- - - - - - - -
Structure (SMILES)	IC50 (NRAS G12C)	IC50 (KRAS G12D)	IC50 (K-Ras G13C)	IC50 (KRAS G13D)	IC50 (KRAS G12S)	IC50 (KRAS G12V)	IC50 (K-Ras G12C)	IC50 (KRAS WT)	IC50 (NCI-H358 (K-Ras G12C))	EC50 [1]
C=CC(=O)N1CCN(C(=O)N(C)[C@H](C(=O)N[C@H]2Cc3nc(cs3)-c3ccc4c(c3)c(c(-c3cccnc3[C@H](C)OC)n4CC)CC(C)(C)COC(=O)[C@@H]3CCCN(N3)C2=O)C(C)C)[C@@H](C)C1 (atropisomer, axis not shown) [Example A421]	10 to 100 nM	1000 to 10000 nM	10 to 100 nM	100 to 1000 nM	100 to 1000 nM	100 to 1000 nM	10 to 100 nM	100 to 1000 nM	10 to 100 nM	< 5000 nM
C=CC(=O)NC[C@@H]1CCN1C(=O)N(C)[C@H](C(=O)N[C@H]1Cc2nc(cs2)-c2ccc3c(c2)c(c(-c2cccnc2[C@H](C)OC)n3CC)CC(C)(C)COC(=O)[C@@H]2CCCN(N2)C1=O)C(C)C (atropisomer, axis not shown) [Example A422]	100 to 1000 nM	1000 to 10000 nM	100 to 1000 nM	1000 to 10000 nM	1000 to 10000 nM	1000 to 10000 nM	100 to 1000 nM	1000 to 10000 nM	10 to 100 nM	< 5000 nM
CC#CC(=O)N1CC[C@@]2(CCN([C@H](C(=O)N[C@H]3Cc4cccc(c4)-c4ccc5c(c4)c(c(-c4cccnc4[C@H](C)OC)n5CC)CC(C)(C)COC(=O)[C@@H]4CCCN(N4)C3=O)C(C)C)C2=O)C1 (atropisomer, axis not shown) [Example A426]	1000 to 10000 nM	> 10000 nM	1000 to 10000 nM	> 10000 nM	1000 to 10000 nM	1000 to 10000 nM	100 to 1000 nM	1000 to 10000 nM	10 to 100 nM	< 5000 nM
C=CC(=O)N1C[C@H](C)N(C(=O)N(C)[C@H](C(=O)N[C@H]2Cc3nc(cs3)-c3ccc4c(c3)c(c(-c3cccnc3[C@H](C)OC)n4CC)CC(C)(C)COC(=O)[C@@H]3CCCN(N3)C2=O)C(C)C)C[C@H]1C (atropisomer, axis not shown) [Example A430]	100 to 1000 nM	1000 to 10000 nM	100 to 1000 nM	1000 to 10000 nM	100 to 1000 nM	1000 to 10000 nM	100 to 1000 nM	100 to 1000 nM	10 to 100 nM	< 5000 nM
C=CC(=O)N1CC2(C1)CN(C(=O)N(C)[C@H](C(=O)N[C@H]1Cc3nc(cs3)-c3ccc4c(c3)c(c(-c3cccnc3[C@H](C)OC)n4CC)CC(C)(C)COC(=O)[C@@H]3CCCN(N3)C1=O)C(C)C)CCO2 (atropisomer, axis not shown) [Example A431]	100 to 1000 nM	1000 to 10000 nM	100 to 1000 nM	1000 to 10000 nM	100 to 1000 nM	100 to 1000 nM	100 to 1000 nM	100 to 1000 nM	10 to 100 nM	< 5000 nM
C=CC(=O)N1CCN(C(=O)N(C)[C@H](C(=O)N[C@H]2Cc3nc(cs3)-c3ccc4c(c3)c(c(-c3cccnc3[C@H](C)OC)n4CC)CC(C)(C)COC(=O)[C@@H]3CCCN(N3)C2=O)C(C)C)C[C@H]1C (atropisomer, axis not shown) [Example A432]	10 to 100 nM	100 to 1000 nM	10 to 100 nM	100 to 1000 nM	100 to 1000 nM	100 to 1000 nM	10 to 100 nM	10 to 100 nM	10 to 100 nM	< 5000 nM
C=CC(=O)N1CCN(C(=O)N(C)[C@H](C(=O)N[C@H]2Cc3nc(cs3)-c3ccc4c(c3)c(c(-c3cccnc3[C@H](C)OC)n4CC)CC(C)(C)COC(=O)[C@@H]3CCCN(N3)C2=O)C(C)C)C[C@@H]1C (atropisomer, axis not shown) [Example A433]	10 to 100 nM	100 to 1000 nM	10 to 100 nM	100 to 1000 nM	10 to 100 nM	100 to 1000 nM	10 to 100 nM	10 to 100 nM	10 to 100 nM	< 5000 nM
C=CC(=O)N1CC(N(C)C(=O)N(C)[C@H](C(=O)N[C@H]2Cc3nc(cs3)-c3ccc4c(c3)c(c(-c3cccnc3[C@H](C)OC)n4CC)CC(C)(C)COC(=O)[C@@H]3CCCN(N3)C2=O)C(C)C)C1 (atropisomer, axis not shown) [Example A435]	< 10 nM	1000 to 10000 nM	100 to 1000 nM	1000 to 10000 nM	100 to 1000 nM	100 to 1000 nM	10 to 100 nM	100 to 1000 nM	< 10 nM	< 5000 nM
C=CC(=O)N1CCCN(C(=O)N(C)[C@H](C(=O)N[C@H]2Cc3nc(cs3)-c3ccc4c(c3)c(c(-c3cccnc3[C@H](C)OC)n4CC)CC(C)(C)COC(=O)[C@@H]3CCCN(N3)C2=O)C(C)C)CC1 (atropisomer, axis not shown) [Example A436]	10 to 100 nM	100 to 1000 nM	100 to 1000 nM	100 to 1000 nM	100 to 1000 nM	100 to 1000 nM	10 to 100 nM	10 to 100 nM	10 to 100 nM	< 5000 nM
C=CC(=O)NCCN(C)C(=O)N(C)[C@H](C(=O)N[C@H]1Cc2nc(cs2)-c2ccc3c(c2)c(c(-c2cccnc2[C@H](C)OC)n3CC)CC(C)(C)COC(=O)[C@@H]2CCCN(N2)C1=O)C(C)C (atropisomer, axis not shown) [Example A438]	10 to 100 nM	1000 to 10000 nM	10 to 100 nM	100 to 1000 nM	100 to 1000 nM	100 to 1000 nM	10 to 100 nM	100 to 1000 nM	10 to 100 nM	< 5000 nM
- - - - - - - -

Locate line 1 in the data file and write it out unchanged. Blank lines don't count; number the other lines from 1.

Structure (SMILES)	IC50 (NRAS G12C)	IC50 (KRAS G12D)	IC50 (K-Ras G13C)	IC50 (KRAS G13D)	IC50 (KRAS G12S)	IC50 (KRAS G12V)	IC50 (K-Ras G12C)	IC50 (KRAS WT)	IC50 (NCI-H358 (K-Ras G12C))	EC50 [1]